When preparing data for analysis, it is best practice to profile your data to identify any outliers - but what is an outlier? An outlier is an observation whose value is markedly different from the other values in the sample data.
There are a range of methods for detecting possible outliers. One method that is sometimes used is the Z-Score which provides a metric that indicates the numeric distance of a data point (in terms of the number of standard deviations) from the sample's mean.
That is, the Z-score of an observation is:
Zi = (Yi - Ymean) / s
where Yi it the value of the ith observation, Ymean is the sample mean and s is the standard deviation.
However, the presence of extreme values in the data can impact the value of the sample mean - resulting in misleading results when considering what constitutes a possible outlier.
A more robust measure of 'central tendency' (that is, what constitutes the "middle" value of the data) is the median as the presence of extreme values have a reduced effect on calculation of the median compared with the mean.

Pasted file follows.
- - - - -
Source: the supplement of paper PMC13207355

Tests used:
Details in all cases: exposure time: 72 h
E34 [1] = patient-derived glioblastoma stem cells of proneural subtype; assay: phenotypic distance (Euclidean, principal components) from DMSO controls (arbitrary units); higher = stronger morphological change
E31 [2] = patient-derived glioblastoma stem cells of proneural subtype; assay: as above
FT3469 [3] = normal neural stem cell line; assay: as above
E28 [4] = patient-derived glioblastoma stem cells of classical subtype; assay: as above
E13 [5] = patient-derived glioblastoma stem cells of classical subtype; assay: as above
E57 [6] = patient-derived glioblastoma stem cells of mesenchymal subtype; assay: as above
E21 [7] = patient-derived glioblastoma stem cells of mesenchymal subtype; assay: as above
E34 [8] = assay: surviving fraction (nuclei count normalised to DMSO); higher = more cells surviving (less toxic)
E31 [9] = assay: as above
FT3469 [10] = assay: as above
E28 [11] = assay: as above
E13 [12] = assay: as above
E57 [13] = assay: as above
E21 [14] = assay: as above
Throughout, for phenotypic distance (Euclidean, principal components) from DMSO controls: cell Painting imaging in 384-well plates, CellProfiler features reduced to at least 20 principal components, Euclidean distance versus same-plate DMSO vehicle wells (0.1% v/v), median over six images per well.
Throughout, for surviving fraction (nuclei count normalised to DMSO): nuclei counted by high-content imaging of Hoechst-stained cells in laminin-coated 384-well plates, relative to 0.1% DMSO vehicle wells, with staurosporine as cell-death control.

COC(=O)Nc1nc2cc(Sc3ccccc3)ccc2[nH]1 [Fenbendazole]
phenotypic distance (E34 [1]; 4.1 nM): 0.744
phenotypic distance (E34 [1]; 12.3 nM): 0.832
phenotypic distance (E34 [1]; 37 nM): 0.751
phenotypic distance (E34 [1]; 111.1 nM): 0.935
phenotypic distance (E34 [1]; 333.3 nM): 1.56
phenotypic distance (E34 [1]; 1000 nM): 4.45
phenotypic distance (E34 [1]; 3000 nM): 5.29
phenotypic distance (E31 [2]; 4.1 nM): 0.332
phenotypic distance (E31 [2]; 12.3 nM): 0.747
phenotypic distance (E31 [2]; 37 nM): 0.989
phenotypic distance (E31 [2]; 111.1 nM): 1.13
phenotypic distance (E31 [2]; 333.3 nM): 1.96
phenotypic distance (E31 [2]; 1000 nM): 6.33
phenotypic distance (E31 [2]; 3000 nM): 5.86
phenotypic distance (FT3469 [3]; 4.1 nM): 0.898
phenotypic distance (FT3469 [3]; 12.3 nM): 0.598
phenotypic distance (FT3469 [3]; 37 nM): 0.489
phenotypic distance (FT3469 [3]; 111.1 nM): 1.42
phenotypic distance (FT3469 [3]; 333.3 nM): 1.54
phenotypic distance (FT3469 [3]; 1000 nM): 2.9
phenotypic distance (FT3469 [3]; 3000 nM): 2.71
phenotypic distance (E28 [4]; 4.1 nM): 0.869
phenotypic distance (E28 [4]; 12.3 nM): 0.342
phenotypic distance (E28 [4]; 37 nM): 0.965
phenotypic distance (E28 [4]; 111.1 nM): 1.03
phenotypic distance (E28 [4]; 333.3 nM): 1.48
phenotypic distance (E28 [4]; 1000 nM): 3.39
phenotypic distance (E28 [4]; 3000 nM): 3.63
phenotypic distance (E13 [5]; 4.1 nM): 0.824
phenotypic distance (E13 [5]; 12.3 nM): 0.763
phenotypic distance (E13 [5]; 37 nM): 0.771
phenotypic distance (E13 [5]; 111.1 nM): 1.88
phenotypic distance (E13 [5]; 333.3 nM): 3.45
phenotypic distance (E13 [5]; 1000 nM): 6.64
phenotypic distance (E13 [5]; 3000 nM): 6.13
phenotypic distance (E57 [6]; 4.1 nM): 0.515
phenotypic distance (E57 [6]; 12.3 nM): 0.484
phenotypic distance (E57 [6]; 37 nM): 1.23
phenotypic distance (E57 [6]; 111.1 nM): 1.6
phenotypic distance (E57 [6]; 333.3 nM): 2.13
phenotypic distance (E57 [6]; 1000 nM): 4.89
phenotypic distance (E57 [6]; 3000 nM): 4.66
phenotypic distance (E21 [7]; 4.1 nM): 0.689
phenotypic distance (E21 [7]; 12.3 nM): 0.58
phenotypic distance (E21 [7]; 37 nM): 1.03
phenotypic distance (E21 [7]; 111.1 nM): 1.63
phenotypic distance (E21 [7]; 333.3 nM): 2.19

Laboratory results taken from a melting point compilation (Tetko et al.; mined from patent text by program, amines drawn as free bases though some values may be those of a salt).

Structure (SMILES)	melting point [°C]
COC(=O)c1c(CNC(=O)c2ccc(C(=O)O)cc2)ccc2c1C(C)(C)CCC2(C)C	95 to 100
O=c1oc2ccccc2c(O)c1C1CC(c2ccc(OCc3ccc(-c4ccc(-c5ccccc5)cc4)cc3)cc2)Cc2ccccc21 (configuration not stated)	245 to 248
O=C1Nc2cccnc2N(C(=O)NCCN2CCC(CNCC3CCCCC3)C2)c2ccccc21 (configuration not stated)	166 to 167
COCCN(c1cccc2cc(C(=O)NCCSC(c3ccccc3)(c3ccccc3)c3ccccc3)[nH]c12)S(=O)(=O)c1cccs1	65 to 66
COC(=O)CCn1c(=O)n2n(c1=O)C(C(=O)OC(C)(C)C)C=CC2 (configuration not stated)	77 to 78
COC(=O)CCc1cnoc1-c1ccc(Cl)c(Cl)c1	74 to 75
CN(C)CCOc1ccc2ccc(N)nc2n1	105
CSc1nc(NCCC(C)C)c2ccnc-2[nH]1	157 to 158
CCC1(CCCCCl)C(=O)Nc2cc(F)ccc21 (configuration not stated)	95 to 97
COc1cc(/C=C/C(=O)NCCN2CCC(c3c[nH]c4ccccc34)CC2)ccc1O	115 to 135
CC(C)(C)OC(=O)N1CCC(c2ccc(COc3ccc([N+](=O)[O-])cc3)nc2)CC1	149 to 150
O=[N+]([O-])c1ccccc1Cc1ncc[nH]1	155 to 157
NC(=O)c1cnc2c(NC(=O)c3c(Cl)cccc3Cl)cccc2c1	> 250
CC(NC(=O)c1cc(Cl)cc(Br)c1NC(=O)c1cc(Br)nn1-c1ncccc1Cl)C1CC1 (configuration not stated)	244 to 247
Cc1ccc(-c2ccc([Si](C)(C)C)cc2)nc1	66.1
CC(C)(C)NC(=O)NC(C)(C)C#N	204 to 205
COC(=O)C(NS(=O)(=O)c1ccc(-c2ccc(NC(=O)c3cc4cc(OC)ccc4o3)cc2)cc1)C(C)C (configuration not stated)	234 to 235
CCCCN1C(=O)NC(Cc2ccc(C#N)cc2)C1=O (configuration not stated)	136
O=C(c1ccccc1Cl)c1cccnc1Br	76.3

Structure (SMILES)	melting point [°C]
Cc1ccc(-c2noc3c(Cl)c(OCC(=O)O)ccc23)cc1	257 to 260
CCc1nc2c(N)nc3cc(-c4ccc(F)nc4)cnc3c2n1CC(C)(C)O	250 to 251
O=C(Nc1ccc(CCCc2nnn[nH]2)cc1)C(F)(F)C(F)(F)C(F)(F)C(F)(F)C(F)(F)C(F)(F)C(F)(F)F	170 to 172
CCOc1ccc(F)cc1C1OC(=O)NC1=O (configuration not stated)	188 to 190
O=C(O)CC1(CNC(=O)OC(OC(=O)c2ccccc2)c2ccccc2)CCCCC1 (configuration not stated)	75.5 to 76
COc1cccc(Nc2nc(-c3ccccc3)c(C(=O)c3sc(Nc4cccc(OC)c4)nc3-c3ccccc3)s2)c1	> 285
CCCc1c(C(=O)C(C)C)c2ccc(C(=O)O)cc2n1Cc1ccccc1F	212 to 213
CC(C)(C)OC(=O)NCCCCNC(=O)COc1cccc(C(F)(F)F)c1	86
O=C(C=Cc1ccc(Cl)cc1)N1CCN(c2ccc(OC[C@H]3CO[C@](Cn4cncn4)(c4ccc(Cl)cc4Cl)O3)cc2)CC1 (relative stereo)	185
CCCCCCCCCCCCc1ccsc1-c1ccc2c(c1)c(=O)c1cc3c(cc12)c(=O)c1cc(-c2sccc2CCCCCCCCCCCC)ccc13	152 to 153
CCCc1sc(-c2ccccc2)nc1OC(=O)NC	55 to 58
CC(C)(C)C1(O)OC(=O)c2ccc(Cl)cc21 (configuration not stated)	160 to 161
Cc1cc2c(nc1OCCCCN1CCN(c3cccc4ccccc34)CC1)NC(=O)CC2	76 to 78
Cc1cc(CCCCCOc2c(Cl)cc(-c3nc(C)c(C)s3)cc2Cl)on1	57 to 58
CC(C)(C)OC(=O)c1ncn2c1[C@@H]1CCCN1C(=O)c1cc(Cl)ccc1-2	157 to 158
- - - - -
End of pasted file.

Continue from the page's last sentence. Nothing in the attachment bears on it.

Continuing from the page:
The median value is used in the Modified Z-Score outlier detection method. The Modified Z-Score is defined as:
Mi = 0.6745*(Yi - Ymedian) / MAD
where Ymedian is the sample's median value and MAD is the median absolute deviation.
The median absolute deviation is defined as the median of the absolute difference of the observation from the sample median, i.e.
MAD = median(|Yi - Ymedian|)
Iglewicz and Hoaglin recommend using a Modified Z-Score of greater than 3.5 as a means to identify possible outliers.
The attached example data flow contains a community custom node that calculates the Modified Z-Score for a selected numeric input field. The node outputs the observations' Modified Z-Score and a boolean field indicating whether the field is a potential outlier. Any Null values are stripped out of the data before calculating the scores.
You will need Dataverse release 3.2.0 or above to import the data flow.
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